A Goodbye Letter to My Childhood Kitchen

published May 15, 2014
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(Image credit: Gina Eykemans)

About four years ago I packed up all my things, sold most of my furniture, loaded up a U-haul, shoved my cat into a travel bag, and headed north. After spending years in Los Angeles it was time to go home. Literally. My husband and I were headed to the exact spot where I did most of my growing up. My parents had since moved out, and they graciously allowed us to rent my childhood home from them.

(Image credit: Gina Eykemans)

I was headed back to sit under the same oak tree I did as a kid, make spaghetti where I learned to make spaghetti, and show my husband all the corners where I was encouraged to take a timeout. I could show him the treehouse that my dad built for us and the sliding glass doors in my room where I was always convinced I would be kidnapped from. Oh, the memories.

It felt good to be home. It was quiet. There was so much space. I walked back into my childhood kitchen and it felt like I could breathe again. The light that flooded in from the windows was enough to still my city-dwelling heart. I could see my favorite oak tree from the bay window by the sink. The apartment we had called home in L.A was dark and had a very tiny kitchen. If my husband and I wanted to cook together we had to side-hug while doing it. The cabinets never closed because of the layers and layers of thick paint, and every now and then a black widow would crawl out of our sink or descend from the vent above the stove. Let’s just say being home felt good. Really good.

I settled in. I got nostalgic. I started cooking and I couldn’t stop. I started a blog. I started to write about food. That kitchen inspired me and brought me back to life. It gave me a career. It was a safe non-judgmental space (even when I burned toast or set off the smoke detectors). It reminded me how much I love to feed people. It reminded me there are stories in the food we eat and the food we share together. It gave me the space to invite over my grandmother and let her teach me to cook chop suey and how to roll sushi. It cooked us Christmas dinner and several birthday cakes. This kitchen knew how to party.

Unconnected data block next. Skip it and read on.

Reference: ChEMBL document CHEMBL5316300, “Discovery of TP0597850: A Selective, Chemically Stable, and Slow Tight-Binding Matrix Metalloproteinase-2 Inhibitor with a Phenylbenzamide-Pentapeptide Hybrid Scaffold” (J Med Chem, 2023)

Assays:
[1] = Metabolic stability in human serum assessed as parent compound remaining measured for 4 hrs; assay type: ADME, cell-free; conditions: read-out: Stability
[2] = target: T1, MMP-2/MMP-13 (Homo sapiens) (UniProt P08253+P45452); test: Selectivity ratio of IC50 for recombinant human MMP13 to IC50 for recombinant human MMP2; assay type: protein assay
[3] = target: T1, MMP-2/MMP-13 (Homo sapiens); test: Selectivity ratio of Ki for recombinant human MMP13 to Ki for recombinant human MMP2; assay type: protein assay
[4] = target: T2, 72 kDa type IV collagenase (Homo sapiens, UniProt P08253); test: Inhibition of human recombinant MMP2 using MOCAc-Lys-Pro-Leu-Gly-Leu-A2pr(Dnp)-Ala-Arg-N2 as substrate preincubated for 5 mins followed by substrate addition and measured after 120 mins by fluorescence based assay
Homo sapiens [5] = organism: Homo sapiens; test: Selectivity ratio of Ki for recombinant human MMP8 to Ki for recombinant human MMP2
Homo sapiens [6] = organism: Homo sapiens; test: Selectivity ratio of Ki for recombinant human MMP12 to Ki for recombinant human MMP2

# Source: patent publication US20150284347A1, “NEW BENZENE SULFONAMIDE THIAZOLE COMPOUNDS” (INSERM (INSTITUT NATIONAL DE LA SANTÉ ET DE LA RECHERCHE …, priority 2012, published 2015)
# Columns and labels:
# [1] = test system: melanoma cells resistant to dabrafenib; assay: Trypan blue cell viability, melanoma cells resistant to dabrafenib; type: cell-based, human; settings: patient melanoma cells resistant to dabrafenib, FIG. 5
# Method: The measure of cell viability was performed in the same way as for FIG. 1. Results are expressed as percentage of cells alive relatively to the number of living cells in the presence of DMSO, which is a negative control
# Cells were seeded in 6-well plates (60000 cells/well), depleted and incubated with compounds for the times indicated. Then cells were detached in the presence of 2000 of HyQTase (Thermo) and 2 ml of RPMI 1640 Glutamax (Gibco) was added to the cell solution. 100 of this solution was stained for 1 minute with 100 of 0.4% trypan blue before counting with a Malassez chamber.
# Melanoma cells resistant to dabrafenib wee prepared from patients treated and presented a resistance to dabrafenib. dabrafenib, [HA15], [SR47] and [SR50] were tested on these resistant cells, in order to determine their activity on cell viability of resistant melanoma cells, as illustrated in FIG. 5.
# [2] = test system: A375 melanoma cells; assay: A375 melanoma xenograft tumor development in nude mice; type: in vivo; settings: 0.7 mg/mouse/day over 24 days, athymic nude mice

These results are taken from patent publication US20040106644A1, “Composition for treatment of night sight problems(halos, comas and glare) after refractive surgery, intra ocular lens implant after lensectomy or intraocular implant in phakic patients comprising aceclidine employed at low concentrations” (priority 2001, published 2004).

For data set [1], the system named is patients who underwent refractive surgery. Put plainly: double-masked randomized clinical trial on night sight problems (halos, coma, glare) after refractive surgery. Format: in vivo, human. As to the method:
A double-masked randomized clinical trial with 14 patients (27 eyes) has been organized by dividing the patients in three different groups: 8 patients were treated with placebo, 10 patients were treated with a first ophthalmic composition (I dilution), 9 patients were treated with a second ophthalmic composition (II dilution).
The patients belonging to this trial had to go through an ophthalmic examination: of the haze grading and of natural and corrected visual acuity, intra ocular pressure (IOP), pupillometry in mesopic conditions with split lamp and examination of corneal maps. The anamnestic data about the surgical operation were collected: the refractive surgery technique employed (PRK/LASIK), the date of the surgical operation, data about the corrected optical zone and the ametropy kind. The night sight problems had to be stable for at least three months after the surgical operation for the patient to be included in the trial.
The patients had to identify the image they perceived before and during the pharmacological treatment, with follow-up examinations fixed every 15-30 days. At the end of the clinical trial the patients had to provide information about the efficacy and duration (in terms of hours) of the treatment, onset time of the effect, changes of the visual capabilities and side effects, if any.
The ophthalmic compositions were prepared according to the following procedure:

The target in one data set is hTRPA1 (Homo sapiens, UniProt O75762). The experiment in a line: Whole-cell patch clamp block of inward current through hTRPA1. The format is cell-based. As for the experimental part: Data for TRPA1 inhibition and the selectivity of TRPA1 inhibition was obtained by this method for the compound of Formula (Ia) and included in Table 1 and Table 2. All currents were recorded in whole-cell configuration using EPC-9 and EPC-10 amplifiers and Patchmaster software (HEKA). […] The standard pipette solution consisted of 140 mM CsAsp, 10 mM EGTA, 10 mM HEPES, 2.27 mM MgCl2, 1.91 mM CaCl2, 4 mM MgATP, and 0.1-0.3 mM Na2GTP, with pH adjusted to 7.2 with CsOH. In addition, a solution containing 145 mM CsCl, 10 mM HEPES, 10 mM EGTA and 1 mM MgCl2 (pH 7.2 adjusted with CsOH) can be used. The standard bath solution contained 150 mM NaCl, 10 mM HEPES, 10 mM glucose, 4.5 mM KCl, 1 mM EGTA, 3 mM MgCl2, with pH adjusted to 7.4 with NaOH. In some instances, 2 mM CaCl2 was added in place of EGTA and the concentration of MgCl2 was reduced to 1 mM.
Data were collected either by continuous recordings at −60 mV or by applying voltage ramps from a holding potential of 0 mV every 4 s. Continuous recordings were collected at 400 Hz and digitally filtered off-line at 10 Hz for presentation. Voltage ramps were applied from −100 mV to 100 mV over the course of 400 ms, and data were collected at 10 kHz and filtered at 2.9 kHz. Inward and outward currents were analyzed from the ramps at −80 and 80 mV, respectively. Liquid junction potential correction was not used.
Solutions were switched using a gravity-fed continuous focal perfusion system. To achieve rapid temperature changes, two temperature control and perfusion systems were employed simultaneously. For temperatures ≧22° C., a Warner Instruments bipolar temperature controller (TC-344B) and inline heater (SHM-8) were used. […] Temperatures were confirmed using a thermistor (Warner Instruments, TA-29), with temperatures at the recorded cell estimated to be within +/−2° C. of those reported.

I know it’s a cliche to say that the kitchen is the heart of a home, but this one really was my heart. This space was living and breathing, fueled with memories past and present. It knew all my stories. It knew me.

(Image credit: Gina Eykemans)

So, when I found out that my parents had chosen to sell the house, I cried. It might not be what you’d expect from someone who is almost thirty years old, but the loss of this house felt like losing my best friend. There was sobbing and palpable grief.

There was a day where I sat on the cold tile floor and had a conversation with this kitchen space like a legitimate crazy person. I told it what a good kitchen it was. I told it I would miss it and that my heart hurt. I told it to never forget me. We started talking about kitchen memories. All the times my mom and I made Christmas candy. All the pots of soup that were simmered when someone was sick. That time we made a giant Hawaiian feast to feed over 200 people for my high school graduation. Casual mornings with eggs and some toast.

I briefly apologized for all the dishes that we broke on its toes, the broken bottle of liquid smoke, and those times we forgot to put the lid on the blender. I told it that I loved it. In that moment I think we high-fived each other. I think the kitchen was crying too. It felt like it. Seems right.

(Image credit: Gina Eykemans)

This was supposed to be a goodbye letter to my kitchen, but when I write it all out, there seems like there’s really only one thing to say to my dear friend. Here’s that letter.

Dear Kitchen,


Thank you for everything.

You were loved.

You helped me find myself.

I will think of you often,


Have you ever had to say goodbye to a place you really loved? I’d love to hear your stories.